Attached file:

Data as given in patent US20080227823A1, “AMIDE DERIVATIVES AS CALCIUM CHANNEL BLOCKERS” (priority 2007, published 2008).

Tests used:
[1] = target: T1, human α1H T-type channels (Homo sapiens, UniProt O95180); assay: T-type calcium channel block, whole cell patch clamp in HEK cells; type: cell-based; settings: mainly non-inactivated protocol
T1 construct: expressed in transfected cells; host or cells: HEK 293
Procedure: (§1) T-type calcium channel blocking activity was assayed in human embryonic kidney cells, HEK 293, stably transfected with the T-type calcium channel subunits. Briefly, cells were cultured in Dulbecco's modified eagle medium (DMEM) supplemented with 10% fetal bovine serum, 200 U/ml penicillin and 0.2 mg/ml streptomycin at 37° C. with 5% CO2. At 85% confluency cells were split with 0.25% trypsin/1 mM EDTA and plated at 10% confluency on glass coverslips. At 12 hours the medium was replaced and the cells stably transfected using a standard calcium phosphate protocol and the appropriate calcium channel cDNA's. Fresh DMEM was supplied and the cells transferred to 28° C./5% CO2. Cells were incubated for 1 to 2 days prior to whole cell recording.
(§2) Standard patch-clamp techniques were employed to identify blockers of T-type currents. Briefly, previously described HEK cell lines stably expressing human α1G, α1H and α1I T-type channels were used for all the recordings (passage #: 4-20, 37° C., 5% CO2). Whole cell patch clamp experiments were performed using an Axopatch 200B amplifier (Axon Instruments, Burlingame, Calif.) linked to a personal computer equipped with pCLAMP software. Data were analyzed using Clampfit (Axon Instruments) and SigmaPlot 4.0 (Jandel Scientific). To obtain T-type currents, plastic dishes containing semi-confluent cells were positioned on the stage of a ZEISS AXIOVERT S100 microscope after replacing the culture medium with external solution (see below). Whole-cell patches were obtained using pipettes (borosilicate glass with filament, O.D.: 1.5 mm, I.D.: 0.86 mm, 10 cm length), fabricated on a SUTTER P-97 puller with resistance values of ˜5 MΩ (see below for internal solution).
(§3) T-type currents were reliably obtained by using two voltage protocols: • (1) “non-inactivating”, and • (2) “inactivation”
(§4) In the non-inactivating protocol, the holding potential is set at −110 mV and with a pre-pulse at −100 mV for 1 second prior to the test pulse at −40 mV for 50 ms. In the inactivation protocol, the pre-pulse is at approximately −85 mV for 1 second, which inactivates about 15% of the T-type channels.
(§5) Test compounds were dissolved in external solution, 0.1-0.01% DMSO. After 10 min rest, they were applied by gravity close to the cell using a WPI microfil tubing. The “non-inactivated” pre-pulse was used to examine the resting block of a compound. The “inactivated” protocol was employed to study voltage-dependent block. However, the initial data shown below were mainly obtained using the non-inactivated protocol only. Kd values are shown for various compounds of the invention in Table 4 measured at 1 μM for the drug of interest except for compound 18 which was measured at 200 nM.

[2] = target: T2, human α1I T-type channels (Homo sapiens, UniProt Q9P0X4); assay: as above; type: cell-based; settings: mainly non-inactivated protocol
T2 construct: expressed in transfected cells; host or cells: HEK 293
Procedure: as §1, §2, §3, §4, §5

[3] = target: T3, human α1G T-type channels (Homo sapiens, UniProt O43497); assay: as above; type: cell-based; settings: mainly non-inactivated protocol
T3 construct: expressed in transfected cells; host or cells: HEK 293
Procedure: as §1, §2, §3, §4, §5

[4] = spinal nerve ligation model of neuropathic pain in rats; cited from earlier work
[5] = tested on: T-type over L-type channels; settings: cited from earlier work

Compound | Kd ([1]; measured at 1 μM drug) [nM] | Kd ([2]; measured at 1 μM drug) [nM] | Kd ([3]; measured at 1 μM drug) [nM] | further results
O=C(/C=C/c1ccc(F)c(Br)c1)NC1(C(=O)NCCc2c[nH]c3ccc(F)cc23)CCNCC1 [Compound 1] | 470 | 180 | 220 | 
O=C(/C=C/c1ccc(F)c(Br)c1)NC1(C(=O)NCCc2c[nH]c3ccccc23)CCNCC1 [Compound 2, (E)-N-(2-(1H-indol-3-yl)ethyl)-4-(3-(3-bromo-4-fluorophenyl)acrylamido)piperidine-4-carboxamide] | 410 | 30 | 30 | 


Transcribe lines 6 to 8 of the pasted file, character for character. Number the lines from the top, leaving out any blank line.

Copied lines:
(§2) Standard patch-clamp techniques were employed to identify blockers of T-type currents. Briefly, previously described HEK cell lines stably expressing human α1G, α1H and α1I T-type channels were used for all the recordings (passage #: 4-20, 37° C., 5% CO2). Whole cell patch clamp experiments were performed using an Axopatch 200B amplifier (Axon Instruments, Burlingame, Calif.) linked to a personal computer equipped with pCLAMP software. Data were analyzed using Clampfit (Axon Instruments) and SigmaPlot 4.0 (Jandel Scientific). To obtain T-type currents, plastic dishes containing semi-confluent cells were positioned on the stage of a ZEISS AXIOVERT S100 microscope after replacing the culture medium with external solution (see below). Whole-cell patches were obtained using pipettes (borosilicate glass with filament, O.D.: 1.5 mm, I.D.: 0.86 mm, 10 cm length), fabricated on a SUTTER P-97 puller with resistance values of ˜5 MΩ (see below for internal solution).
(§3) T-type currents were reliably obtained by using two voltage protocols: • (1) “non-inactivating”, and • (2) “inactivation”
(§4) In the non-inactivating protocol, the holding potential is set at −110 mV and with a pre-pulse at −100 mV for 1 second prior to the test pulse at −40 mV for 50 ms. In the inactivation protocol, the pre-pulse is at approximately −85 mV for 1 second, which inactivates about 15% of the T-type channels.